In the mid-'60s, Lou Reed took a job as a staff songwriter and studio musician at Pickwick, the budget/exploitation label in New York. His most fully realized effort from this period, though hardly a notable artistic accomplishment, was the 1964 single The Ostrich/Sneaky Pete. Pretty outrageous by standards of the time, The Ostrich was ostensibly a dance, but delivered with out-of-tune guitar plucks and Reed's typically forceful sing-speak vocals. There was also a crunching rhythm section, ludicrously high-pitched backup vocals, and lyrics about laying your head on the floor to have it stepped on -- that was how you did The Ostrich dance. The flip was a more basic garage tune that nonetheless, like the A-side, bore the unmistakable stamp of Reed's cool vocals and facility for simple, grungy, yet arresting guitar chords.

Reed had a hand in writing both sides, which bore the songwriting credit Vance-Sims-Reed-Phillips. Although the original 45 is very rare, it was reissued as part of the Velvet Underground bootleg The Velvet Underground Etc. in 1979. For what it's worth, Reed is credited with playing "ostrich"-styled guitar on The Velvet Underground & Nico (aka The Banana Album), presumably referring to his parts on tracks like European Son, on which he sounds like he's trying to strangle his own guitar strings.

Although the Primitives were a studio-only group to begin with, that changed when the single, improbably, generated interest from a TV dance show that wanted the group to appear on the program. Even more improbably, a backup band was assembled featuring Reed's new acquaintances from the Manhattan avant-garde underground: John Cale, sculptor Walter DeMaria (who would play drums), and filmmaker Tony Conrad (who like Cale was a member of the avant-garde ensemble La Monte Young's Theater of Eternal Music). For laughs, they played a few promotional shows around the East Coast, without getting themselves or their record much action.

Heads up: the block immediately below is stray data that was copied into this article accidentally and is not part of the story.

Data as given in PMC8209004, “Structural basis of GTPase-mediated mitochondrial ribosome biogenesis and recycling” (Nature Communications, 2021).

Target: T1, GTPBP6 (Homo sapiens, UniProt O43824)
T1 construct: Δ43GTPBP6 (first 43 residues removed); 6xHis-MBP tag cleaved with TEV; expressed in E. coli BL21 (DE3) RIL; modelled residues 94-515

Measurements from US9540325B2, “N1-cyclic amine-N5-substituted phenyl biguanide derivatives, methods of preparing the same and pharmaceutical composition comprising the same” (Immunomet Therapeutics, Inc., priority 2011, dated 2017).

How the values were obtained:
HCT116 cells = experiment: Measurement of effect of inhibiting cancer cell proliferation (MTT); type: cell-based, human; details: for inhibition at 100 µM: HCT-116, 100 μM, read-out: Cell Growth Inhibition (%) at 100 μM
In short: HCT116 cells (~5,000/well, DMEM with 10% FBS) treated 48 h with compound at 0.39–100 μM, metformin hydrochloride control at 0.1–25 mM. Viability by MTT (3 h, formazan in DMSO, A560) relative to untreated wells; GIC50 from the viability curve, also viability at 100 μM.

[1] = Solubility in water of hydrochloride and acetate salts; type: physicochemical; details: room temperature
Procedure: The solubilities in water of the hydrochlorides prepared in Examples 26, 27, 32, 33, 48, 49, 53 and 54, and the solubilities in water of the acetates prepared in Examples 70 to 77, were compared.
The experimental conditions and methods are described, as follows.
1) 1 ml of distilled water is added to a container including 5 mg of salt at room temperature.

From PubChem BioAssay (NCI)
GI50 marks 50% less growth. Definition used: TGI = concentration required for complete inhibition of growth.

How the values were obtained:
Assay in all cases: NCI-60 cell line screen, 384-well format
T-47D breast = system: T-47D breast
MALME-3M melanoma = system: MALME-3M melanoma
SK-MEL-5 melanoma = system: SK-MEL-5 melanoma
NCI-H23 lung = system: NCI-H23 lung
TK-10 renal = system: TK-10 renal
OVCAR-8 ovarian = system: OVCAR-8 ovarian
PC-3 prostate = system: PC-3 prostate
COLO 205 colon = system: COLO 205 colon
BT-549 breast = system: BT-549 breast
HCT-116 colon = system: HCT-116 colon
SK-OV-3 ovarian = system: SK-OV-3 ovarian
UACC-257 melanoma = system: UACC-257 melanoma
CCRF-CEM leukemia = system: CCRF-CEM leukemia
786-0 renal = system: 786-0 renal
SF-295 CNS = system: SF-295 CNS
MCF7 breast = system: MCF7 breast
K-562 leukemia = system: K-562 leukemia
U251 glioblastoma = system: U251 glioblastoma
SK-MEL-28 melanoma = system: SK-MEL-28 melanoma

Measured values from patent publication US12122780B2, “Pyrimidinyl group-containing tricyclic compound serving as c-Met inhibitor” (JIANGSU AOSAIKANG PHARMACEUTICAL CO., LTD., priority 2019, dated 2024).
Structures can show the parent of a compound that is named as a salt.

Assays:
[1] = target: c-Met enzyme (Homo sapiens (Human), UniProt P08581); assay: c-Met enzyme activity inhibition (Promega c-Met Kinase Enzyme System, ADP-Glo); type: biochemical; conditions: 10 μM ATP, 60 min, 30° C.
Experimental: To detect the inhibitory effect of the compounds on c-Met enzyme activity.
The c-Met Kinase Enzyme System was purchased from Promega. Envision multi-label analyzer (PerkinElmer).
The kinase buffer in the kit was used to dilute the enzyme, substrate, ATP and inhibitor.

John Cale, however, was struck when Reed told them that learning The Ostrich would be easy, as all the strings were tuned to a single note. This was similar to what Cale and Conrad were doing with experimental composer La Monte Young; Reed was applying a similar concept to rock & roll. The Primitives experience likely was one more factor that helped bind Reed and Cale together, starting a musical partnership that would flower into the Velvet Underground and prove hugely influential on the course of rock music. ~ Richie Unterberger, Rovi

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